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Calcium absorption increased only 6 percent for high amounts of vitamin D – RCT Aug 2012

The Effect of Vitamin D on Calcium Absorption in Older Women

The Journal of Clinical Endocrinology & Metabolism August 1, 2012 jc.2012-2020
J. Christopher Gallagher, Vinod Yalamanchili and Lynette M. Smith
Bone Metabolism Unit (J.C.G., V.Y.), Creighton University Medical Center, Omaha, Nebraska 68131; and Department of Public Health (L.M.S.), University of Nebraska Medical Center, Omaha, Nebraska 68198
Address all correspondence and requests for reprints to: Dr. Christopher J. Gallagher, M.D., Creighton University Medical Center, 601 North 30th Street, Suite 6718, Omaha, Nebraska 68131. E-mail: jcg at creighton.edu.

Context: Vitamin D is often recommended for use with calcium supplements to increase absorption.
There are no systematic studies of vitamin D on calcium absorption that indicate what dose should be recommended.

Objective: Our objective was to study the effect of increasing doses of vitamin D3 on calcium absorption.

Design and Setting: We conducted a randomized double-blind placebo-controlled trial at Creighton University Medical Center, Omaha, NE.

Participants: Participants included 163 postmenopausal Caucasian women with vitamin D insufficiency, defined as a serum 25-hydroxyvitamin D (25OHD) below 20 ng/ml (50 nmol/liter).

Intervention: Participants were randomized to receive one of the vitamin D3 doses, 400, 800, 1600, 2400, 3200, 4000, or 4800 IU/d, or placebo for 1 yr.
Calcium intake was increased to 1200–1400 mg daily by giving daily calcium citrate.

Main Outcome: We evaluated the change in calcium absorption on vitamin D.

Results: Mean serum 25OHD increased from baseline 15.6 ng/ml (39 nmol/liter) to 46.5 ng/ml (112 nmol/liter) in subjects randomized to the highest dose of vitamin D (4800 IU).
Calcium absorption was more significantly related to serum 25OHD (R2 = 0.50; P = 0.001) than dose (R2 = 0.47; P = 0.033).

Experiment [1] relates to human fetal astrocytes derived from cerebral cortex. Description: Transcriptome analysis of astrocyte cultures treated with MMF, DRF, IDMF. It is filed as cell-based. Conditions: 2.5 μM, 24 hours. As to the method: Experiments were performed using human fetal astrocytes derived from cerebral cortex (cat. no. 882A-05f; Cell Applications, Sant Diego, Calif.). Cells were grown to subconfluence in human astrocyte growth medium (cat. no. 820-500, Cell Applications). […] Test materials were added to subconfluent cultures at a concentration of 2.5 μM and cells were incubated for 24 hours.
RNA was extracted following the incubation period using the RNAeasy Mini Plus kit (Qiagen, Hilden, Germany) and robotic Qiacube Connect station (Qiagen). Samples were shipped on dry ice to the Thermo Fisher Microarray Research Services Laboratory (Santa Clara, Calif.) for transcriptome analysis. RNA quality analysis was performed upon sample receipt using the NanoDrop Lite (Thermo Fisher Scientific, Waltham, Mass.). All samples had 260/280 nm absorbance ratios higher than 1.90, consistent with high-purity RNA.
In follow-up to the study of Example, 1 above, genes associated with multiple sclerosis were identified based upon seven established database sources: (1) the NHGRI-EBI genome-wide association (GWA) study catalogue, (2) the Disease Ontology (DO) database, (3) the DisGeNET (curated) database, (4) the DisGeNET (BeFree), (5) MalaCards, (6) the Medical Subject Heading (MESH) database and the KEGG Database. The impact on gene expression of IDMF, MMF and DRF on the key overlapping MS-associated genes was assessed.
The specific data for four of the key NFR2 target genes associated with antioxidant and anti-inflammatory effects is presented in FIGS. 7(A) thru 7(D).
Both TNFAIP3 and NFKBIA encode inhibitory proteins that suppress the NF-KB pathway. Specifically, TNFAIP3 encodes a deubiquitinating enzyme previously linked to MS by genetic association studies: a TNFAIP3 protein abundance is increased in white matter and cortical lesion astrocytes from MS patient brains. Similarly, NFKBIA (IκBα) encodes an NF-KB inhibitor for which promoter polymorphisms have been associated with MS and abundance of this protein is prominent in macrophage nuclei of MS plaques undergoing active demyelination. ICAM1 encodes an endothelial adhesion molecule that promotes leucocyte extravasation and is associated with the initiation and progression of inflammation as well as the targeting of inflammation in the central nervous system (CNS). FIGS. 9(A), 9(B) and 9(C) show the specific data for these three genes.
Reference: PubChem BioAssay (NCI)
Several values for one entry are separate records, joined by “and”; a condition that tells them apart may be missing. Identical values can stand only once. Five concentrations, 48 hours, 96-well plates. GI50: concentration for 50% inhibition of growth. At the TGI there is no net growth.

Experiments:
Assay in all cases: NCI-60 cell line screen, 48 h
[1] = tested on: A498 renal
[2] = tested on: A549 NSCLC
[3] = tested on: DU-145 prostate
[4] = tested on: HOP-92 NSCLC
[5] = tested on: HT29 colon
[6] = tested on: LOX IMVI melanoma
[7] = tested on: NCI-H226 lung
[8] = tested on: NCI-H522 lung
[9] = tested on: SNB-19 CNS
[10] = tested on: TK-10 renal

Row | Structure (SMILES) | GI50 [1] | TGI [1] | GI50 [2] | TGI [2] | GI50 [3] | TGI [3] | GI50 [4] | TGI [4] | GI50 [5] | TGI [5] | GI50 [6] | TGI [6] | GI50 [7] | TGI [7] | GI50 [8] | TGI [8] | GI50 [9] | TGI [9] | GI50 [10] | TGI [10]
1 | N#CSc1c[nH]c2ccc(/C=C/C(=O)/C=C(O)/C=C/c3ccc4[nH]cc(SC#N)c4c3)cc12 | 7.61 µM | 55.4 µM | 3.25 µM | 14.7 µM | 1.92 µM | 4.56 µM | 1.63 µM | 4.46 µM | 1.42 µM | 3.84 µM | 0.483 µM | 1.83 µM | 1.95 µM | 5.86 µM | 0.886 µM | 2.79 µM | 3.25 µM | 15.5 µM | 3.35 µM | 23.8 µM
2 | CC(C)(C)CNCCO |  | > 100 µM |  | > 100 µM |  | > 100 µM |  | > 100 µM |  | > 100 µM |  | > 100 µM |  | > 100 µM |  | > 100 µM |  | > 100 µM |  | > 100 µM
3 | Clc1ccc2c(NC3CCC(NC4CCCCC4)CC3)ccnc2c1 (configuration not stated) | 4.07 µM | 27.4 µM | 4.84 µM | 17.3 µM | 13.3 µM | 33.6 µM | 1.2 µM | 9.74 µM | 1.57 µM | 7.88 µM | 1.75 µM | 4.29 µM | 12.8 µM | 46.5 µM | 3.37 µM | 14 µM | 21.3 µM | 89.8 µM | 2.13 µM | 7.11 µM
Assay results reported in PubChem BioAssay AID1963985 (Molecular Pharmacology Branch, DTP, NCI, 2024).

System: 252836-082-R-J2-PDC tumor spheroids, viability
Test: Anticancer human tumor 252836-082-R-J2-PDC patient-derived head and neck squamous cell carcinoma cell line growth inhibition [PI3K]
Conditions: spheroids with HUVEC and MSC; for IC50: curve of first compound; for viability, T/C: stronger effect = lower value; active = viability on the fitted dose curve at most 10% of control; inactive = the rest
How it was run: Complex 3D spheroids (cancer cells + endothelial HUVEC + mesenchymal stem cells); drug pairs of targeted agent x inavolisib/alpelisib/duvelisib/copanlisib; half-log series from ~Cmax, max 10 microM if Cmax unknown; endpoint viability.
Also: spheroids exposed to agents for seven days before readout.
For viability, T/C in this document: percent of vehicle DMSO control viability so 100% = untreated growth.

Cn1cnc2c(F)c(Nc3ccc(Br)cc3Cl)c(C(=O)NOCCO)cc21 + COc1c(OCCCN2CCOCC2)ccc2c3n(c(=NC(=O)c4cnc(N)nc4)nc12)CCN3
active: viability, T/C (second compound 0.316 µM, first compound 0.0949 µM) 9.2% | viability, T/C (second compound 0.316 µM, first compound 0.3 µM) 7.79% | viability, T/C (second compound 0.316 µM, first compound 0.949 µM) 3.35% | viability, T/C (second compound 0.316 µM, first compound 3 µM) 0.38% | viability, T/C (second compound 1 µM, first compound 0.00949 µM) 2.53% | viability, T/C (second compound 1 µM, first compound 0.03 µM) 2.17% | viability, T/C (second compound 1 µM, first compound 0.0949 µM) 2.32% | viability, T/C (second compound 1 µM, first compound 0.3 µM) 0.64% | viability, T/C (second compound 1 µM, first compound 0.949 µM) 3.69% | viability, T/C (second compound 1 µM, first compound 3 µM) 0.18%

Calcium absorption of a 100-mg dose increased from 52–58% (6 mg) over a serum 25OHD range of 20–66 ng/ml (50–165 nmol/liter).

Conclusions: There was no evidence of a threshold for reduced calcium absorption in the serum 25OHD range of 10–66 ng/ml (25–165 nmol/liter).

The increase in absorbed calcium of 6% on high doses of vitamin D is so small that the same amount could be obtained from half a glass of milk (100 ml) or 100 mg elemental calcium. The results challenge assumptions about the value of adding vitamin D to increase calcium absorption except when serum 25OHD is very low that is less than 10 ng/ml (25 nmol/liter).

Received April 20, 2012, Accepted July 5, 2012, Copyright © 2012 by The Endocrine Society
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This conflicts with current understanding: Wonder which is correct?

  • Seems strange that the daily Calcium dose was 1200-1400 mg yet the abstract reported on only 100mg dose
  • We assume that 1200-1400 was mg of Calcium element, rather than that of Calcium Citrate

Note: J. Christopher Gallagher sat on the IoM panel

which did not identify any interaction between increased vitamin D and increased Calcium

See also VitaminDWiki

see wikipagehttp://www.vitamindwiki.com/tiki-index.php?page_id=1936
released Nov 30, 2010

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